232. In closing argument, the counsel for the Commission and the Complainant both advised that damages of $9,000 for loss of dignity or self-respect were sought (as was the case in Garland v. Tackaberry (Grape & Grain) [2013] MHRBAD No 105, 2013 MHRB 5 [2013] CLLC 2013 Carswell Man 435). In addition, lost wages were sought from November 3, 2009 to November 17, 2009, or 12 days at $9 per hour based upon a 37.5 hour week (or 7.5 hours per day). By my calculations, this totals $810. In addition, a further 9 days of lost wages were sought for the period Mr. Walmsley was in the Crisis Stabilization Unit (or $607.50). It was suggested to me that this would put Mr. Walmsley back in the position he would have been in but for the harassment.

  233. Both the Complainant and counsel for the Commission advised that it was Mr. Walmsley's position that there should be a set-off against that amount for any costs that the Respondents incurred due to the window that was broken by the Complainant. Counsel for the Commission also argued in favour of certain "public interest" remedies including the creation of anti-harassment policies within three months of my decision and mandatory education, including for managers, Ms. Kirton, and other employees inter alia. The Complainant supported those remedies.

  234. For their part, the Respondents argued that the entirety of the Complaint should be dismissed and that costs ought to be ordered against the Commission in the amount of $25,000. The Respondents argued that the Commission was guilty of fraud in pursing this matter and it knew or ought to have known that the Complaint was false. Although the Respondents were cautioned as to possible repercussions of alleging fraud where no such finding is made, the Respondents persisted in the allegation.

  235. During the course of their closing argument, there was finally some discussion as to amendment of the Complaint. Counsel for the Commission submitted that I should consider amending the Complaint to correct some of the misrepresentations contained therein. For its part, the Respondents submitted that they were fine with the amendment of the Complaint as requested by counsel for the Commission provided that the matter would then be adjourned and a new hearing set to determine the matters as contained in the new Complaint. The Complainant did not really take any position other than to rely upon counsel for the Commission.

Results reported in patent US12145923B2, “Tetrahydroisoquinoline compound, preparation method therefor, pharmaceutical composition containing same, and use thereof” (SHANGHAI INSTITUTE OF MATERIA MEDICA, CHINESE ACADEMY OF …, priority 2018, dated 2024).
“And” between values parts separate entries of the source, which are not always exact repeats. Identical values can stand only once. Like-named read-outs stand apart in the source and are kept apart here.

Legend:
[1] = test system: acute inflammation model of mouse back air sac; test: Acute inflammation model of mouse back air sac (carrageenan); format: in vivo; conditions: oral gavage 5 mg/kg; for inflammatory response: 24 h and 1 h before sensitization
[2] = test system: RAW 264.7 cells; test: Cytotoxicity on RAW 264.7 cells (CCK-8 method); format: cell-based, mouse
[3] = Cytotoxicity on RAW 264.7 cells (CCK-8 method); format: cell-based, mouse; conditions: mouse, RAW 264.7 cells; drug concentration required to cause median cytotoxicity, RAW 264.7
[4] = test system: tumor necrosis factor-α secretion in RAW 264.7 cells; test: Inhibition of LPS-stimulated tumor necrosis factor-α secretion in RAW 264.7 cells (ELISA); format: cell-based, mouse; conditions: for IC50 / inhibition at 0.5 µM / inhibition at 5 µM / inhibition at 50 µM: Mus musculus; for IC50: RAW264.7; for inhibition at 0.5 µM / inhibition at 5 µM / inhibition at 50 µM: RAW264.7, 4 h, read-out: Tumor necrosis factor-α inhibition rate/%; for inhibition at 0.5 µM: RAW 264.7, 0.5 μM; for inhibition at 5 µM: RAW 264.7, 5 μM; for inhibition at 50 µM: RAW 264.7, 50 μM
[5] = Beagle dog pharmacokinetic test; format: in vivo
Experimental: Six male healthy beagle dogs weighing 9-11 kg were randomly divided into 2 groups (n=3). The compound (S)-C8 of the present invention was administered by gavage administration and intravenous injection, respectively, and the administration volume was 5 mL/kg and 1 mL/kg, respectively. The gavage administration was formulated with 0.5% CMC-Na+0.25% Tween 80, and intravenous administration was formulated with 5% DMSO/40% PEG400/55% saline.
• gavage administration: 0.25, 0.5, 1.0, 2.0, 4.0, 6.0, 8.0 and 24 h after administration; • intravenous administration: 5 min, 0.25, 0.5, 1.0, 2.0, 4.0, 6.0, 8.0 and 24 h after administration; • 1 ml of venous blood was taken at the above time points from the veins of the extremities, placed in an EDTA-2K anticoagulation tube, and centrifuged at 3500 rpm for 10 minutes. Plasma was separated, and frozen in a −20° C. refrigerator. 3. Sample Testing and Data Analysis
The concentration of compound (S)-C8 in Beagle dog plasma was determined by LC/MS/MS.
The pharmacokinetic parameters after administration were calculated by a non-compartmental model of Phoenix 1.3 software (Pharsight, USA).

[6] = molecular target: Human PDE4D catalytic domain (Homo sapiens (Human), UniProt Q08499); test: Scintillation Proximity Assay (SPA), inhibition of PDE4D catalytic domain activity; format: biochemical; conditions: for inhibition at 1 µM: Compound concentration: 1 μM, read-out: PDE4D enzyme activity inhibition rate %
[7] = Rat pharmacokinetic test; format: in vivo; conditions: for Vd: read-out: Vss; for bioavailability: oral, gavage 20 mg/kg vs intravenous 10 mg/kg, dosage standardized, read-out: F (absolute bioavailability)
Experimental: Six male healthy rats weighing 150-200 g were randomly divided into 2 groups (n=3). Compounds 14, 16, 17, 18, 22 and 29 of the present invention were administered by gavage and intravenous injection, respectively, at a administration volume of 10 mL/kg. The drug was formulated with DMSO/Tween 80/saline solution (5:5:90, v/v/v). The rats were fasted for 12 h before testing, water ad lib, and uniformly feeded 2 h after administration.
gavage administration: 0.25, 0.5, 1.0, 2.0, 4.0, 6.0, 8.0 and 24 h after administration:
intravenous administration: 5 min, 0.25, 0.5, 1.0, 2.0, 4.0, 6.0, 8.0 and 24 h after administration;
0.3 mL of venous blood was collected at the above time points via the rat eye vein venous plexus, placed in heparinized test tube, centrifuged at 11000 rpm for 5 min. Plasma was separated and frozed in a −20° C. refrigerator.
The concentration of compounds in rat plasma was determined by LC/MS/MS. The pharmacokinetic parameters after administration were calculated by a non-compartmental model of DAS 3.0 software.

236. I considered several cases in deciding whether or not to allow an amendment, which might have resulted in an adjournment. It is obvious, or should be obvious, that it would neither be just nor appropriate to amend the Complaint in the manner suggested at this late stage, especially were that to result in an adjournment of the matter and a requirement to have a further hearing. As set out above, at the commencement of the hearing, the Respondents complained as to the length of time it took to have this matter come to adjudication. For the Respondents then to argue that the matter ought to be adjourned and a new hearing set makes little sense. Neither is it consistent with the remedial actions that ought to have taken place by now in the Respondents' place of employment.

  237. Given the circumstances of this case, the Complainant and the Commission ought to be compelled to rely upon the nature and style of the Complaint as it exists. I did not see that there would be sufficient prejudice in proceeding to warrant an amendment and an adjournment. Although I did not find that most of the factorial underpinnings of the Complaint were proven, the Complaint does reveal the nature of the issue i.e. an alleged breach of the Code due to harassment (Section 19).

  238. Accordingly, and given the pre-hearing conference that was held, in my view fairness was not compromised by proceeding. Little or nothing would be gained by an adjournment, rather much would be lost. In my view, the fairest determination of the matter required that the matter proceed based upon the Complaint as it currently stands.